EU bans testing of animal products
cosmetic products that have been tested on animals.
The 626-member European Union assembly, meeting in Strasbourg,
France, voted in favour of some 30 amendments that strengthen
existing EU rules on cosmetic products.
The European Parliament has voted to impose a sales ban on all new cosmetic products that have been tested on animals.
The 626-member European Union assembly, meeting in Strasbourg, France, voted in favour of some 30 amendments that strengthen existing EU rules on cosmetic products.
An immediate ban will take effect for products where alternative testing exists, if EU governments give their approval to the new legislation.
The proposed rules will phase in a ban by January, 2005 on all new cosmetic products - including make-up, shower gels, shampoos, and creams - using ingredients tested on animals, even if alternative tests have not been developed.
The ban will also apply to all imports of animal-tested cosmetics.
"Those products should no longer be sold," said German socialist member Dagmar Roth-Behrendt, who authored the legislative bill.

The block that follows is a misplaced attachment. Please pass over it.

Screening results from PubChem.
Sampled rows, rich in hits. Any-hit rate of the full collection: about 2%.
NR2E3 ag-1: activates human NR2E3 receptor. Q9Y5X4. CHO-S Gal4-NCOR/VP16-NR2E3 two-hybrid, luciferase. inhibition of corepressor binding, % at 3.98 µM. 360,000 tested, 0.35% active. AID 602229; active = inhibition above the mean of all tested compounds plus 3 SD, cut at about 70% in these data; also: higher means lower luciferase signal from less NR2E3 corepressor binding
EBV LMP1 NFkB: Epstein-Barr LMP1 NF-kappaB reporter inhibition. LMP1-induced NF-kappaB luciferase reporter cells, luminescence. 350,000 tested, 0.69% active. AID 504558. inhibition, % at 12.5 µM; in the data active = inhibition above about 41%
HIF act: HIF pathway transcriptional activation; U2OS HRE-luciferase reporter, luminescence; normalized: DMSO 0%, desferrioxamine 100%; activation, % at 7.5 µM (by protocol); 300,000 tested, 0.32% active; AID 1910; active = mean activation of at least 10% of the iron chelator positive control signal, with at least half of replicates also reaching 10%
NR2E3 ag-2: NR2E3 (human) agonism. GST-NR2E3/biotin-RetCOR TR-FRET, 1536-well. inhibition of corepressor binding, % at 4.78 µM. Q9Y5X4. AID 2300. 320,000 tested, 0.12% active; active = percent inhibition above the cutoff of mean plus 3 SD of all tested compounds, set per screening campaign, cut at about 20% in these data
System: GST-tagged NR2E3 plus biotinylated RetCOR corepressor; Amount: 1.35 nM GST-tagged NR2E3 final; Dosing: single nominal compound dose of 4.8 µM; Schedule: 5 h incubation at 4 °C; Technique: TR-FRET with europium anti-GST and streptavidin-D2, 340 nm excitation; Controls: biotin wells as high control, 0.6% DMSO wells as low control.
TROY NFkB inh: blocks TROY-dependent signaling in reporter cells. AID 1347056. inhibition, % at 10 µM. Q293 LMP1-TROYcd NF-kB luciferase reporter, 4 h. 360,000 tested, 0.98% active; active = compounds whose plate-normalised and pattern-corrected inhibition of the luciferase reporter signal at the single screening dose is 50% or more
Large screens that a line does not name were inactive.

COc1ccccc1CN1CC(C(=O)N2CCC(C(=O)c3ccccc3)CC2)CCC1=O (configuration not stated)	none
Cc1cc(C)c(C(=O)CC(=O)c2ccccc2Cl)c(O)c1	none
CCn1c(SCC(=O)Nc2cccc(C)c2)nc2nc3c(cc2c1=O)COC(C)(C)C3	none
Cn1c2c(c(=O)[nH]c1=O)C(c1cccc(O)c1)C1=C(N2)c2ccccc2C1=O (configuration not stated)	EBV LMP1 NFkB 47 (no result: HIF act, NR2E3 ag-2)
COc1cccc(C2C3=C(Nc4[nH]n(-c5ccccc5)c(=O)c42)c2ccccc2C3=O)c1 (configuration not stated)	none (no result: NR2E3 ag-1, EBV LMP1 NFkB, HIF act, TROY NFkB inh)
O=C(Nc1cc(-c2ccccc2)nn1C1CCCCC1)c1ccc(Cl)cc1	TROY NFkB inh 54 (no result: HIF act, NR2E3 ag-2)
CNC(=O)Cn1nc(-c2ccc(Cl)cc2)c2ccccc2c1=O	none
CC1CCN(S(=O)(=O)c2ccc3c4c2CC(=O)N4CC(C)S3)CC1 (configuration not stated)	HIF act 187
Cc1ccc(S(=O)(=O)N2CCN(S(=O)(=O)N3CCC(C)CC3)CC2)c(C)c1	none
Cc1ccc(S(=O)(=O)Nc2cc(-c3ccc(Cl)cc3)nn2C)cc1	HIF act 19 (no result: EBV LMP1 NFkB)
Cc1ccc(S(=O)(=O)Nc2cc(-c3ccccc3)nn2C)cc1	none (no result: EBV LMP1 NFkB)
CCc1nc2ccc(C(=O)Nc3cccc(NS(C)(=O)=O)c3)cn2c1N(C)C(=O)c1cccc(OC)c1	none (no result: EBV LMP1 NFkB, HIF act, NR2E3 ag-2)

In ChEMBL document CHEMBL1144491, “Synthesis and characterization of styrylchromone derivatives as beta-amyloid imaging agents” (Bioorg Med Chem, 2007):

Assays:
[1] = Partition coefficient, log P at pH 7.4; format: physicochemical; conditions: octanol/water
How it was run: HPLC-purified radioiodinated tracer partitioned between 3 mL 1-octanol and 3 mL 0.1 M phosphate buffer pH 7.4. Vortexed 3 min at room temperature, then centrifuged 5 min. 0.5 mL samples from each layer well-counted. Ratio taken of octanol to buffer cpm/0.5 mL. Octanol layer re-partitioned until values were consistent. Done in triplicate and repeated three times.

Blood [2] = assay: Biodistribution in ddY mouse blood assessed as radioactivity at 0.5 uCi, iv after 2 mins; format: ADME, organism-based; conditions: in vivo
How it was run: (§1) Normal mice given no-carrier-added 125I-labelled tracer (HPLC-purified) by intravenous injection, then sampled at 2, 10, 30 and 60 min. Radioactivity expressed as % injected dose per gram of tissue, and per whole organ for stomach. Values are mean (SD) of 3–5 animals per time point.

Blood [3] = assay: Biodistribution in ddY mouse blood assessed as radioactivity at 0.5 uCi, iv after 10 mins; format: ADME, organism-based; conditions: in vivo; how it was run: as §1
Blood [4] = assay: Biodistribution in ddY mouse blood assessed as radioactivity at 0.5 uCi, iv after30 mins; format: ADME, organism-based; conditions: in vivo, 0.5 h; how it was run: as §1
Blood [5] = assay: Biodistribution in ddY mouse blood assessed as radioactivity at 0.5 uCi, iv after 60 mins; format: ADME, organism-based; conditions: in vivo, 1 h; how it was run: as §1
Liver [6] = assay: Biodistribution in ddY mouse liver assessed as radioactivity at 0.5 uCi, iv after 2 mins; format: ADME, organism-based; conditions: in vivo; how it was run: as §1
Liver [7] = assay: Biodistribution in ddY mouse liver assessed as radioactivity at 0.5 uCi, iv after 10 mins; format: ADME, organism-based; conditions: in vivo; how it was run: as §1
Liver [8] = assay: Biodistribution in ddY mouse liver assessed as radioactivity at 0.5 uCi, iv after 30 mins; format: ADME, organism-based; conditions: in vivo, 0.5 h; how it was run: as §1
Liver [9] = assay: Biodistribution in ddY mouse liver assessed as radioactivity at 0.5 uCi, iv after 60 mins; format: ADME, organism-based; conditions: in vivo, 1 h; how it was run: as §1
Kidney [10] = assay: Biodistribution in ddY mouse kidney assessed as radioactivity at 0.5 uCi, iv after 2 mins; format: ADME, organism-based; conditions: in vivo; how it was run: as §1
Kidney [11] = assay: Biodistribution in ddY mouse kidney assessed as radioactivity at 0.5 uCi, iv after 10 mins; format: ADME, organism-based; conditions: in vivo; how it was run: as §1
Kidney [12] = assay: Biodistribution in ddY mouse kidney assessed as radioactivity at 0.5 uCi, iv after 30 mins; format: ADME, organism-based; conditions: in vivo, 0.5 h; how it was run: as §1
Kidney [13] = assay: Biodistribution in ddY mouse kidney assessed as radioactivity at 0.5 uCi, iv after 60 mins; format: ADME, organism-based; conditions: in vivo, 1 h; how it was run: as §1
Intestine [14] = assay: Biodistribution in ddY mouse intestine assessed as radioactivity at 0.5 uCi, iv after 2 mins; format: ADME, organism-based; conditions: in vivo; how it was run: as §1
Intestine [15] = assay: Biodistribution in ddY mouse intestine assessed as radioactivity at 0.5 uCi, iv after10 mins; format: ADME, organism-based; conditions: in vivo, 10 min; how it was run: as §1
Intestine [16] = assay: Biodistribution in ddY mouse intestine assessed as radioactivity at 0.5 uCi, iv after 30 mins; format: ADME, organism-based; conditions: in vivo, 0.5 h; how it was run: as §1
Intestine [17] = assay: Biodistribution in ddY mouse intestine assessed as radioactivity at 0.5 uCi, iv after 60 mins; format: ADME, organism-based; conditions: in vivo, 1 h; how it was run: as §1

"Alternative methods must be applied and used... Eventually, this should lead to a full ban on sales of all products where animal testing was used."
The proposed new legislation comes after three years of political wrangling between the European Parliament and the European Commission, which postponed an earlier ban which had been due to take effect in 1998.
The EU executive said it delayed the ban because there was a lack of alternative testing for cosmetic manufacturers. It fears the ban now being proposed could be challenged at the World Trade Organisation by the EU's trading partners, who may argue it a trade barrier disguised as animal protection measures.
EU assembly members have also passed an amendment to introduce labels for those products that continue to rely on animal testing, rather than alternative methods like clinical cell or bacterial testing.